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Johnboy is right about basing the tire pressure off of the actual loaded axle weights and running them at 80psi will not hurt a thing in the world but will be a bit of a stiff ride and might wear down the center of the tire a bit faster. At 80psi a 10 ply tire will be good for at least 3000lbs per tire depending on the actual tire size. I doubt very seriously that your ram has a 6000lb rear axle rating.

For what its worth our Sequoia is a half ton "truck" and if I remember right the max front axle weight rating is about 4100lbs and i believe the rear max is about 4300lbs. So technically you should never go over those weights at anytime and you can divide that weight rating in half to get the load for each tire. Then based off of that weight look up your tire size in a load table and inflate accordingly. That would be the minimum psi you would want to run while loaded and never Really hurts to run a little higher. so based off of load tables for my 275/55/r20 10 ply tires i run them all at about 50 psi while empty and bump the back up to 60 psi when towing just to stiffen up the ride a little, but at 60psi the tire is good for 2550lbs each or 800lbs more than my axle is rated for so I figure that is plenty of pressure. Its all a system of trial and error until you find out what works best for your rig.
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Old 06-17-2017, 07:27 PM   #28
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I had a similar experience. I'm used to pulling a horse trailer, about 10K lbs loaded with 2 animals. Shorter & narrower, but heavier. I recently changed my tow vehicle, upgraded the tires and never really gave much consideration to the hitch set-up. My trip home with the camper required a stop after only a couple miles to crank down the WD chains. That helped minimally, but still, it was a white-knuckle ride. I have to be honest, I was looking at spending thousands on upgrading to a fancy WD hitch. Then I came across a video showing how to properly set up the hitch. The ball was set up 2" too low. Google set up WD hitch and watch a youtube video or two. I re-set mine (the challenge is finding the correct torque for the ball knuckle.) Did as the videos show, had identical results pulled the trailer 100 miles yesterday. WORLD OF DIFFERENCE! Now my biggest question is - How to change a flat tire on the road? Good luck to you!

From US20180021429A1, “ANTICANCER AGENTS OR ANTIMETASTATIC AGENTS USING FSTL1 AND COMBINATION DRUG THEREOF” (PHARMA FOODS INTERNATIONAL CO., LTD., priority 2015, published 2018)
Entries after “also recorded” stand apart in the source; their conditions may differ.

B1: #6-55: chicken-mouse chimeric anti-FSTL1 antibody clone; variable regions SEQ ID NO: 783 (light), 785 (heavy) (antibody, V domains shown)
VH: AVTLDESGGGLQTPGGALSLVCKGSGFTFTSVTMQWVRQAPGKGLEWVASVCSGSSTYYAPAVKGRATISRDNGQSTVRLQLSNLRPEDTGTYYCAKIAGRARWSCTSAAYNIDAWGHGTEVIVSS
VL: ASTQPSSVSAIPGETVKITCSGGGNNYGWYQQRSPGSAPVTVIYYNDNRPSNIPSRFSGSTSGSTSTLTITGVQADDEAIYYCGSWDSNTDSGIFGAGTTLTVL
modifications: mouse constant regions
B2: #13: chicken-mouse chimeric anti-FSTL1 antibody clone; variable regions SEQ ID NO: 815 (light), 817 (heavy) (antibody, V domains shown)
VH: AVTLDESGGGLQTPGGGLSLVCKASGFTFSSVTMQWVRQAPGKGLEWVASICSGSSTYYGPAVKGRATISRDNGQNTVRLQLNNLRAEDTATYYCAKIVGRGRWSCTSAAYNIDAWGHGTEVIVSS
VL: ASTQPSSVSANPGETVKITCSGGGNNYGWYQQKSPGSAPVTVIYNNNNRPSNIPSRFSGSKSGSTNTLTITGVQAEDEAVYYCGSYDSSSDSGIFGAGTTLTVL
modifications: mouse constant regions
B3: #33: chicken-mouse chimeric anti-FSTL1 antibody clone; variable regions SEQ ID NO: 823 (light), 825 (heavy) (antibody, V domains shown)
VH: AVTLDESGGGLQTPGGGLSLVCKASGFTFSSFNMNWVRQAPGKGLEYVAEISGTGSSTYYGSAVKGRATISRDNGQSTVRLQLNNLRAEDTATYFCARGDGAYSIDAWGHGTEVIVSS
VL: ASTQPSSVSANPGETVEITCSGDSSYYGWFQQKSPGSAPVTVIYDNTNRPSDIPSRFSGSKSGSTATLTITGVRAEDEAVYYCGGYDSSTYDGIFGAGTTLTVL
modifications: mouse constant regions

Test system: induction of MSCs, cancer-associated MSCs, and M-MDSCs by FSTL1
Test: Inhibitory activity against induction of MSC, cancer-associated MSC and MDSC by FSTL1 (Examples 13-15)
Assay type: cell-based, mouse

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Old 06-17-2017, 09:19 PM   #29
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NIGHT AND DAY. Wow, the new 10 ply tires make a huge difference. I left the tire pressure at 80, drove out to the scales again. Also measured my front wheel well height and set the WDH to within 1/4 inch of the unloaded height (thank you, that was a great description). I unloaded the front bay to take weight off the tongue. Only the smallest bit of sway on the way out there, I was quite pleased. It's windy today, so that accounted for some of it. No terror when someone passed me LOL. The weights today were (hitched): 2880/3560/6660 and (unhitched): 5760/1100/6420. The difference in the total was me stepping on the scale with the truck the second time LOL. Not sure how to take any more weight off the front aside from removing one of the propane tanks. Hoping I've done enough to fix that. I was pretty happy with the ride. I had a bit of porpoising on the way out, so I dropped the chains one link but that seemed to make the sway a bit worse so I'll tighten that back up tomorrow. Baby steps, but I think I'm getting there. Really appreciate everyone's advice.


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Old 06-19-2017, 07:27 AM   #30
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I am glad to hear your traveling safer and more comfortable. I run my 30# pair of tanks around 50% full each when I travel long trips.. 60# of propane for us is overkill even on a 3 week trip.